Polycystic ovary syndrome associated with development of postpartum depression: AJOG study
Polycystic ovary syndrome (PCOS) is the most common endocrine metabolic disorder in women of reproductive age worldwide. PCOS is characterized by anovulation, hyperandrogenism, and polycystic ovarian morphology, with a prevalence ranging between 4% and 12% in the United States. Women with PCOS are more likely to experience several pregnancy complications including hypertensive...
Polycystic ovary syndrome (PCOS) is the most common endocrine metabolic disorder in women of reproductive age worldwide. PCOS is characterized by anovulation, hyperandrogenism, and polycystic ovarian morphology, with a prevalence ranging between 4% and 12% in the United States.
Women with PCOS are more likely to experience several pregnancy complications including hypertensive disorders, gestational diabetes, and preterm births and are substantially more likely to experience infertility and seek related treatment than those without the syndrome. In addition, existing research has demonstrated that nonpregnant women with PCOS have increased susceptibility to depression (28%-64%) and anxiety (34%-57%), namely, infertile women.
A study was carried by Koric A, Singh B, VanDerslice JA et al. with a primary objective to assess the association between a prepregnancy diagnosis and symptoms of PCOS and prevalence of depression and anxiety during pregnancy and in the postpartum period among a population-based sample. The secondary objective was to assess whether prenatal depression, anxiety, and pregnancy complications mediate the association between PCOS and PPD.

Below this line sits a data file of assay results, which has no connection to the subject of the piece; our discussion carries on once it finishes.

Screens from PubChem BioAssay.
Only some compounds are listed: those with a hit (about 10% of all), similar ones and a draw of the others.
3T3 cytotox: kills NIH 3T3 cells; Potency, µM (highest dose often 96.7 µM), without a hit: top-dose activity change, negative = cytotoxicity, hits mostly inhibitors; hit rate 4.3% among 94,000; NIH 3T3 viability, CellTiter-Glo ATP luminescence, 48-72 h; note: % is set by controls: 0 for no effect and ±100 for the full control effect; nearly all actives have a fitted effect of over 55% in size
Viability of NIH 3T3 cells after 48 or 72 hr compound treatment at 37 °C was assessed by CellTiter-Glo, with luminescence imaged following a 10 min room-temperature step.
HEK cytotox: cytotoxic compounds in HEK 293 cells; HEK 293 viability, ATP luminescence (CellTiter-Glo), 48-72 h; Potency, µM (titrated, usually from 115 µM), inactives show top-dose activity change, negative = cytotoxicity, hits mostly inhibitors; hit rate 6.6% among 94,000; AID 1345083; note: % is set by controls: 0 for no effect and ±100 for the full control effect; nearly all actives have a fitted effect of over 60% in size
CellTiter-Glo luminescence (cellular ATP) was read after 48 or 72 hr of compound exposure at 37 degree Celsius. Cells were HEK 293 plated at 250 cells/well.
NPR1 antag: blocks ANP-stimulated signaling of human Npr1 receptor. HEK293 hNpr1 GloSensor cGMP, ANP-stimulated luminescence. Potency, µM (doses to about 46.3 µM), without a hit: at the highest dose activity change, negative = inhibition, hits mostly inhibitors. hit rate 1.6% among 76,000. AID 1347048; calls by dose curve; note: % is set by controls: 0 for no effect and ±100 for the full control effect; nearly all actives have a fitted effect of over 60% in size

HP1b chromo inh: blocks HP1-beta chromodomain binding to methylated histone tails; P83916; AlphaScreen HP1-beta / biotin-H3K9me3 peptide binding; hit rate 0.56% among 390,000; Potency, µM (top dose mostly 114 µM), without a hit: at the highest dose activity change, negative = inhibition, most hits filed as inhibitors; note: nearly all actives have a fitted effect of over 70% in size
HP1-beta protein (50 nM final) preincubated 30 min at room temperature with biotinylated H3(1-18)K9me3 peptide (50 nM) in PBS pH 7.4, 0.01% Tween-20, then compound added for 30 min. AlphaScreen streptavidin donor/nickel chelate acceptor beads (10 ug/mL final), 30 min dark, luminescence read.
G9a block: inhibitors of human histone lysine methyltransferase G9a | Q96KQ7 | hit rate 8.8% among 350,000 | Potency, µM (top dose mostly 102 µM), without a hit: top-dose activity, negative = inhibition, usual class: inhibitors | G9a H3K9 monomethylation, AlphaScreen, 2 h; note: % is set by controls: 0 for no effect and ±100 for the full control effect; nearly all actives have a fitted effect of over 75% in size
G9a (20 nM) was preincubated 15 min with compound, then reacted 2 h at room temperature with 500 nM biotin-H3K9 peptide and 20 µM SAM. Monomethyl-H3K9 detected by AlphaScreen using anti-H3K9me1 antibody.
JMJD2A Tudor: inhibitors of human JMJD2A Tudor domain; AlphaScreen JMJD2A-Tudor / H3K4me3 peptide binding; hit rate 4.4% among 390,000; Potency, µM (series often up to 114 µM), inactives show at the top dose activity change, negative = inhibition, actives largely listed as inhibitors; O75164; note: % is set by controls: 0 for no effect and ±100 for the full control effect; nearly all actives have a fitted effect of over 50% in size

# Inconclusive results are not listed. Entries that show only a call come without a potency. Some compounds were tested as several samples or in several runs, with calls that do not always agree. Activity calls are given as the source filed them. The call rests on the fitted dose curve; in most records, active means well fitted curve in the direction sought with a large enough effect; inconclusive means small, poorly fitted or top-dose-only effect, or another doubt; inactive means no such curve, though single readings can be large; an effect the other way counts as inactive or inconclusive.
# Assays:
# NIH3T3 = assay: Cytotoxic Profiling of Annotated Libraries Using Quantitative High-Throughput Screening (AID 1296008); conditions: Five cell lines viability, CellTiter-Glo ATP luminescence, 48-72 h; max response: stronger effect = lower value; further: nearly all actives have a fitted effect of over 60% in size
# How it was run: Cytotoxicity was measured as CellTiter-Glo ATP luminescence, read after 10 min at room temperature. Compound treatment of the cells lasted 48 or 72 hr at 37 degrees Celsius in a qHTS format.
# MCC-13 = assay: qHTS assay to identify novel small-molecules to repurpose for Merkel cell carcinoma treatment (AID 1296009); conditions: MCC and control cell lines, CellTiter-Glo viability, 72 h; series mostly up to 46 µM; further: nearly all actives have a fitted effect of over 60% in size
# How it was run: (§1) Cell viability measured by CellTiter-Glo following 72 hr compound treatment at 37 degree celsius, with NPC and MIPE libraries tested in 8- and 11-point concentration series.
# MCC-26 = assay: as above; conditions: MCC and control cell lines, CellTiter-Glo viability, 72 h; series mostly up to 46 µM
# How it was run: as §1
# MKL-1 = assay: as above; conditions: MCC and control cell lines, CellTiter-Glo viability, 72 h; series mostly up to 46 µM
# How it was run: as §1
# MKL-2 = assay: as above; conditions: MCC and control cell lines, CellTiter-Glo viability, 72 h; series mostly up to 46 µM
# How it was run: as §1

The study involved a population-based sample of 3906 postpartum (2-6 months) women who completed the Utah Pregnancy Risk Assessment Monitoring System Phase 8 questionnaire (2016-2018). Weighted adjusted prevalence ratios were used to assess the association between polycystic ovary syndrome and postpartum depression, considering potential confounding factors and assessing mediating effects of depression and anxiety experienced during pregnancy.
The presence of PCOS before pregnancy was assessed based on clinical PCOS and common symptoms. A PCOS symptomology question asked, "Have you ever experienced any of the following health problems?"—with the following choices: (1) "Irregular periods (menstruation)"; (2) "Skin condition that causes pimples (acne)"; (3) "Increased hair growth on the face, chest, or other parts of the body (hirsutism)"; and (4) "Being overweight or obese." PCOS symptomology was defined in possible alternate ways as having (1) irregular periods and acne, (2) irregular periods and hirsutism, or (3) irregular periods, acne, and hirsutism.
To assess the presence of prenatal or pregnancy depression and anxiety, women were asked, "During your most recent pregnancy, did you have any of the following health conditions?"—where depression and anxiety were listed as possible choices, with responses "yes or no." PPD was defined having answered "always" or "often" to either of the following 2 questions that captured PPD or a postpartum depressed mood (1) and anhedonia (2): (1) "Since your new baby was born, how often have you felt down, depressed, or hopeless?" and (2) "Since your new baby was born, how often have you had little interest or little pleasure in doing things you usually enjoyed?"
- In weighted analyses, of the 3906 women, 8.2% of women were diagnosed as having PCOS. Those with clinical PCOS were older, had higher BMI, and were more likely to report prenatal depression, prenatal anxiety, and postpartum depressed mood or anhedonia than those without the syndrome. Similarly, women with clinical PCOS were more likely to report irregular periods and acne, irregular periods and hirsutism, and irregular periods, acne, and hirsutism.